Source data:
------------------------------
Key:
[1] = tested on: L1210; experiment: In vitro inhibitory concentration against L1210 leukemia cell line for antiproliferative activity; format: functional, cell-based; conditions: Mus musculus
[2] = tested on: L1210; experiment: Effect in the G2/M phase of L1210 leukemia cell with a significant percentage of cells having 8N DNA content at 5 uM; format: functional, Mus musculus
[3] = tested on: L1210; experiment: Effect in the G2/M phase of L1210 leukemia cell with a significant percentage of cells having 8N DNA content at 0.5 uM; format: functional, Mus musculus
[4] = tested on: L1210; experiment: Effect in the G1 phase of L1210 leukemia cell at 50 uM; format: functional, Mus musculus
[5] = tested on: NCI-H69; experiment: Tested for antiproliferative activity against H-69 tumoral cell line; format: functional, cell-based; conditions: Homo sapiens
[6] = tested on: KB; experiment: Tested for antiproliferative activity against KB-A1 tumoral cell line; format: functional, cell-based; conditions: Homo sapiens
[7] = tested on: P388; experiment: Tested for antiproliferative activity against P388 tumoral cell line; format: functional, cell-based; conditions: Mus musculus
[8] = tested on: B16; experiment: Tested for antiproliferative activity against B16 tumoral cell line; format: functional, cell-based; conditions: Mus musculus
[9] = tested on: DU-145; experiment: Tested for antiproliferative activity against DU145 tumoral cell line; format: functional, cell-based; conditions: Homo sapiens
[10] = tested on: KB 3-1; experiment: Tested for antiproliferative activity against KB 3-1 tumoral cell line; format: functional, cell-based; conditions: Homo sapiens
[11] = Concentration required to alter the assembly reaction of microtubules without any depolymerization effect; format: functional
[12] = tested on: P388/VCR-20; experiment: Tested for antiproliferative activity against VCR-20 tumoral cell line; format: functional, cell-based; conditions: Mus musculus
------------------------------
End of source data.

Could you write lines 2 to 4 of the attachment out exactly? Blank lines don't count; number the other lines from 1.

[1] = tested on: L1210; experiment: In vitro inhibitory concentration against L1210 leukemia cell line for antiproliferative activity; format: functional, cell-based; conditions: Mus musculus
[2] = tested on: L1210; experiment: Effect in the G2/M phase of L1210 leukemia cell with a significant percentage of cells having 8N DNA content at 5 uM; format: functional, Mus musculus
[3] = tested on: L1210; experiment: Effect in the G2/M phase of L1210 leukemia cell with a significant percentage of cells having 8N DNA content at 0.5 uM; format: functional, Mus musculus